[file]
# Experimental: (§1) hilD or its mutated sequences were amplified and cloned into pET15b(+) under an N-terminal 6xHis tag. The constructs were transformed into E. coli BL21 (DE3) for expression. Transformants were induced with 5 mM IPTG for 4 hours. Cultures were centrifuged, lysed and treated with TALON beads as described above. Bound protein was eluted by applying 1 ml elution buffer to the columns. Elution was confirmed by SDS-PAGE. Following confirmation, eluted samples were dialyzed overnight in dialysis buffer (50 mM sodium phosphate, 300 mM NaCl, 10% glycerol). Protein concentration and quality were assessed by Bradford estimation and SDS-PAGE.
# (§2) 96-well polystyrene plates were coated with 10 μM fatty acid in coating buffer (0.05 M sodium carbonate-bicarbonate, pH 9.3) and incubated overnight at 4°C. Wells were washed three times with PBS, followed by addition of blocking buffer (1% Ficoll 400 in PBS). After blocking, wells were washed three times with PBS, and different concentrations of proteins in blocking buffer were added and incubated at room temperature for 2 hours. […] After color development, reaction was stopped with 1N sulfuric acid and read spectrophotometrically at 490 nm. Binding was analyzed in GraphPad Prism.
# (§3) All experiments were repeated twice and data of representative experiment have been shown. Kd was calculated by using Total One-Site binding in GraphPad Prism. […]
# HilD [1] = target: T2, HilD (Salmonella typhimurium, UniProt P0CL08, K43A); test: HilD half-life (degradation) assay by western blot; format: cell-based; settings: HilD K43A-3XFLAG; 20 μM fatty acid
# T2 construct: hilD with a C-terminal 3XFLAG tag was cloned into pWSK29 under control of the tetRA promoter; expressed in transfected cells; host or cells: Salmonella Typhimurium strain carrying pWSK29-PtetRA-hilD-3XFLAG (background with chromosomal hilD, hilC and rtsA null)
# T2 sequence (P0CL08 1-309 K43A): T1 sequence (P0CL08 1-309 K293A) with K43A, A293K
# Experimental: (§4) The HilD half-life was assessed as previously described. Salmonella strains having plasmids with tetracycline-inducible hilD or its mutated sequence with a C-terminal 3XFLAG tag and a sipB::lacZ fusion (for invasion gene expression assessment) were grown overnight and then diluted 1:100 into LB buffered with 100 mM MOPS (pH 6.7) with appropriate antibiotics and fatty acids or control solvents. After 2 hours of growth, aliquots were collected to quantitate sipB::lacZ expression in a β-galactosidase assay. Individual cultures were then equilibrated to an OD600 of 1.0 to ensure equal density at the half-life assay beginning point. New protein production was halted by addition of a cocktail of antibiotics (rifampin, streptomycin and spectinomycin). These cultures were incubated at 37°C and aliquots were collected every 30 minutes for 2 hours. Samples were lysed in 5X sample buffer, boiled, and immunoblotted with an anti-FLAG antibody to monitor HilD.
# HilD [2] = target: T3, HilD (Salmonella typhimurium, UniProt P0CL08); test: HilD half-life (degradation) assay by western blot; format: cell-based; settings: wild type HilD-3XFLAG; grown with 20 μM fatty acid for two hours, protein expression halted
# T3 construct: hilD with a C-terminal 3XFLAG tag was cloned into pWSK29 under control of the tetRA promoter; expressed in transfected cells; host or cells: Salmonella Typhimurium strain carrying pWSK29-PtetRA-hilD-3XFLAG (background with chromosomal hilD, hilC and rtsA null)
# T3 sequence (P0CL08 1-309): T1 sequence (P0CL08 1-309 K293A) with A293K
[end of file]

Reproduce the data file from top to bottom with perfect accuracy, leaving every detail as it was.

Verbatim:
# Experimental: (§1) hilD or its mutated sequences were amplified and cloned into pET15b(+) under an N-terminal 6xHis tag. The constructs were transformed into E. coli BL21 (DE3) for expression. Transformants were induced with 5 mM IPTG for 4 hours. Cultures were centrifuged, lysed and treated with TALON beads as described above. Bound protein was eluted by applying 1 ml elution buffer to the columns. Elution was confirmed by SDS-PAGE. Following confirmation, eluted samples were dialyzed overnight in dialysis buffer (50 mM sodium phosphate, 300 mM NaCl, 10% glycerol). Protein concentration and quality were assessed by Bradford estimation and SDS-PAGE.
# (§2) 96-well polystyrene plates were coated with 10 μM fatty acid in coating buffer (0.05 M sodium carbonate-bicarbonate, pH 9.3) and incubated overnight at 4°C. Wells were washed three times with PBS, followed by addition of blocking buffer (1% Ficoll 400 in PBS). After blocking, wells were washed three times with PBS, and different concentrations of proteins in blocking buffer were added and incubated at room temperature for 2 hours. […] After color development, reaction was stopped with 1N sulfuric acid and read spectrophotometrically at 490 nm. Binding was analyzed in GraphPad Prism.
# (§3) All experiments were repeated twice and data of representative experiment have been shown. Kd was calculated by using Total One-Site binding in GraphPad Prism. […]
# HilD [1] = target: T2, HilD (Salmonella typhimurium, UniProt P0CL08, K43A); test: HilD half-life (degradation) assay by western blot; format: cell-based; settings: HilD K43A-3XFLAG; 20 μM fatty acid
# T2 construct: hilD with a C-terminal 3XFLAG tag was cloned into pWSK29 under control of the tetRA promoter; expressed in transfected cells; host or cells: Salmonella Typhimurium strain carrying pWSK29-PtetRA-hilD-3XFLAG (background with chromosomal hilD, hilC and rtsA null)
# T2 sequence (P0CL08 1-309 K43A): T1 sequence (P0CL08 1-309 K293A) with K43A, A293K
# Experimental: (§4) The HilD half-life was assessed as previously described. Salmonella strains having plasmids with tetracycline-inducible hilD or its mutated sequence with a C-terminal 3XFLAG tag and a sipB::lacZ fusion (for invasion gene expression assessment) were grown overnight and then diluted 1:100 into LB buffered with 100 mM MOPS (pH 6.7) with appropriate antibiotics and fatty acids or control solvents. After 2 hours of growth, aliquots were collected to quantitate sipB::lacZ expression in a β-galactosidase assay. Individual cultures were then equilibrated to an OD600 of 1.0 to ensure equal density at the half-life assay beginning point. New protein production was halted by addition of a cocktail of antibiotics (rifampin, streptomycin and spectinomycin). These cultures were incubated at 37°C and aliquots were collected every 30 minutes for 2 hours. Samples were lysed in 5X sample buffer, boiled, and immunoblotted with an anti-FLAG antibody to monitor HilD.
# HilD [2] = target: T3, HilD (Salmonella typhimurium, UniProt P0CL08); test: HilD half-life (degradation) assay by western blot; format: cell-based; settings: wild type HilD-3XFLAG; grown with 20 μM fatty acid for two hours, protein expression halted
# T3 construct: hilD with a C-terminal 3XFLAG tag was cloned into pWSK29 under control of the tetRA promoter; expressed in transfected cells; host or cells: Salmonella Typhimurium strain carrying pWSK29-PtetRA-hilD-3XFLAG (background with chromosomal hilD, hilC and rtsA null)
# T3 sequence (P0CL08 1-309): T1 sequence (P0CL08 1-309 K293A) with A293K